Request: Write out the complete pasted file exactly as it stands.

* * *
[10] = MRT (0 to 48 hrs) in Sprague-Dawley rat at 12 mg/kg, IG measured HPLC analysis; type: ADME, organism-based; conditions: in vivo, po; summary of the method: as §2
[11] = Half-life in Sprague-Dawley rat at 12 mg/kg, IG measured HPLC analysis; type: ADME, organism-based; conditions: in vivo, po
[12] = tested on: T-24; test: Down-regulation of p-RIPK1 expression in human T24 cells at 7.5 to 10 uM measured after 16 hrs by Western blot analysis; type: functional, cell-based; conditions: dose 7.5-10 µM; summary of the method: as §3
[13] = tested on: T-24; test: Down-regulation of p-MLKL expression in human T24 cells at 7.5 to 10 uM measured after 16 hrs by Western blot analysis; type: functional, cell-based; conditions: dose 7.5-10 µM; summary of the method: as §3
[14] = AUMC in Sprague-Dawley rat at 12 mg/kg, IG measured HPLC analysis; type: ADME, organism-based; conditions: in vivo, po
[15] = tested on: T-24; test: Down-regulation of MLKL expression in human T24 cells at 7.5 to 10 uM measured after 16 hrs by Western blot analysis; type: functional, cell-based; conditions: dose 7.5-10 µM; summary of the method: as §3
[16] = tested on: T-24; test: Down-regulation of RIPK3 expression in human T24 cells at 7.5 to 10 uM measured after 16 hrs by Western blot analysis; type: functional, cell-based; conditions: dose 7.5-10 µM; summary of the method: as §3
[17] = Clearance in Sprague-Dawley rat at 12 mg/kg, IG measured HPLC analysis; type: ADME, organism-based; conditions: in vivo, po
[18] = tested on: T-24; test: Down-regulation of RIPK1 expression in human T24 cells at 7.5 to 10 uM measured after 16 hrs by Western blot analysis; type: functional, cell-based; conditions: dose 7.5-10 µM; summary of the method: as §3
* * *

[10] = MRT (0 to 48 hrs) in Sprague-Dawley rat at 12 mg/kg, IG measured HPLC analysis; type: ADME, organism-based; conditions: in vivo, po; summary of the method: as §2
[11] = Half-life in Sprague-Dawley rat at 12 mg/kg, IG measured HPLC analysis; type: ADME, organism-based; conditions: in vivo, po
[12] = tested on: T-24; test: Down-regulation of p-RIPK1 expression in human T24 cells at 7.5 to 10 uM measured after 16 hrs by Western blot analysis; type: functional, cell-based; conditions: dose 7.5-10 µM; summary of the method: as §3
[13] = tested on: T-24; test: Down-regulation of p-MLKL expression in human T24 cells at 7.5 to 10 uM measured after 16 hrs by Western blot analysis; type: functional, cell-based; conditions: dose 7.5-10 µM; summary of the method: as §3
[14] = AUMC in Sprague-Dawley rat at 12 mg/kg, IG measured HPLC analysis; type: ADME, organism-based; conditions: in vivo, po
[15] = tested on: T-24; test: Down-regulation of MLKL expression in human T24 cells at 7.5 to 10 uM measured after 16 hrs by Western blot analysis; type: functional, cell-based; conditions: dose 7.5-10 µM; summary of the method: as §3
[16] = tested on: T-24; test: Down-regulation of RIPK3 expression in human T24 cells at 7.5 to 10 uM measured after 16 hrs by Western blot analysis; type: functional, cell-based; conditions: dose 7.5-10 µM; summary of the method: as §3
[17] = Clearance in Sprague-Dawley rat at 12 mg/kg, IG measured HPLC analysis; type: ADME, organism-based; conditions: in vivo, po
[18] = tested on: T-24; test: Down-regulation of RIPK1 expression in human T24 cells at 7.5 to 10 uM measured after 16 hrs by Western blot analysis; type: functional, cell-based; conditions: dose 7.5-10 µM; summary of the method: as §3